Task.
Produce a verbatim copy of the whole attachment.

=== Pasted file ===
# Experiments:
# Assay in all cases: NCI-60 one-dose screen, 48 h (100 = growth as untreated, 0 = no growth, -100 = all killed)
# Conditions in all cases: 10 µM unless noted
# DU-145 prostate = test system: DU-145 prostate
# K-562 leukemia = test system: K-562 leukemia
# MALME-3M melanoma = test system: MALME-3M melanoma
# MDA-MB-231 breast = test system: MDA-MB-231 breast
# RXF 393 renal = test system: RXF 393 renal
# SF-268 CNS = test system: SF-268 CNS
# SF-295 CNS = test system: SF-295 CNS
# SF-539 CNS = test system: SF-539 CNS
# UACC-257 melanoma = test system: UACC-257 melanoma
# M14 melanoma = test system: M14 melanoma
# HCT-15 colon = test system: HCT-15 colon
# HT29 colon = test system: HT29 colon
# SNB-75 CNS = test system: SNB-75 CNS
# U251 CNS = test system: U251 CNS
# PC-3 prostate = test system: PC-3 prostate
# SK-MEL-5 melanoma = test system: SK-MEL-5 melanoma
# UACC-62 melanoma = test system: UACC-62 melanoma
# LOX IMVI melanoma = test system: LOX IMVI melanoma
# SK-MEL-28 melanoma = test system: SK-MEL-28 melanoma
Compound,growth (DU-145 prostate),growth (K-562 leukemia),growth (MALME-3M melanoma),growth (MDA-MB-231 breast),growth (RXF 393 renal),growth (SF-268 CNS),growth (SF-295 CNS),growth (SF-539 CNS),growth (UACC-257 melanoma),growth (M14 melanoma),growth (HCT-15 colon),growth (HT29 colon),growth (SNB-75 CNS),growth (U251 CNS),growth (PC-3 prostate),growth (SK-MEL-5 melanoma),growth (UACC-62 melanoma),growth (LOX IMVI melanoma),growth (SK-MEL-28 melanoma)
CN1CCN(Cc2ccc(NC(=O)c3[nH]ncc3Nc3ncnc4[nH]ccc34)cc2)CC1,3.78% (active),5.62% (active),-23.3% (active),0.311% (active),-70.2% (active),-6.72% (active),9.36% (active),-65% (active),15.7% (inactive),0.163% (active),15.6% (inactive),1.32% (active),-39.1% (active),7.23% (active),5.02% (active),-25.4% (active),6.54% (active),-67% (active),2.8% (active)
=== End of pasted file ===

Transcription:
# Experiments:
# Assay in all cases: NCI-60 one-dose screen, 48 h (100 = growth as untreated, 0 = no growth, -100 = all killed)
# Conditions in all cases: 10 µM unless noted
# DU-145 prostate = test system: DU-145 prostate
# K-562 leukemia = test system: K-562 leukemia
# MALME-3M melanoma = test system: MALME-3M melanoma
# MDA-MB-231 breast = test system: MDA-MB-231 breast
# RXF 393 renal = test system: RXF 393 renal
# SF-268 CNS = test system: SF-268 CNS
# SF-295 CNS = test system: SF-295 CNS
# SF-539 CNS = test system: SF-539 CNS
# UACC-257 melanoma = test system: UACC-257 melanoma
# M14 melanoma = test system: M14 melanoma
# HCT-15 colon = test system: HCT-15 colon
# HT29 colon = test system: HT29 colon
# SNB-75 CNS = test system: SNB-75 CNS
# U251 CNS = test system: U251 CNS
# PC-3 prostate = test system: PC-3 prostate
# SK-MEL-5 melanoma = test system: SK-MEL-5 melanoma
# UACC-62 melanoma = test system: UACC-62 melanoma
# LOX IMVI melanoma = test system: LOX IMVI melanoma
# SK-MEL-28 melanoma = test system: SK-MEL-28 melanoma
Compound,growth (DU-145 prostate),growth (K-562 leukemia),growth (MALME-3M melanoma),growth (MDA-MB-231 breast),growth (RXF 393 renal),growth (SF-268 CNS),growth (SF-295 CNS),growth (SF-539 CNS),growth (UACC-257 melanoma),growth (M14 melanoma),growth (HCT-15 colon),growth (HT29 colon),growth (SNB-75 CNS),growth (U251 CNS),growth (PC-3 prostate),growth (SK-MEL-5 melanoma),growth (UACC-62 melanoma),growth (LOX IMVI melanoma),growth (SK-MEL-28 melanoma)
CN1CCN(Cc2ccc(NC(=O)c3[nH]ncc3Nc3ncnc4[nH]ccc34)cc2)CC1,3.78% (active),5.62% (active),-23.3% (active),0.311% (active),-70.2% (active),-6.72% (active),9.36% (active),-65% (active),15.7% (inactive),0.163% (active),15.6% (inactive),1.32% (active),-39.1% (active),7.23% (active),5.02% (active),-25.4% (active),6.54% (active),-67% (active),2.8% (active)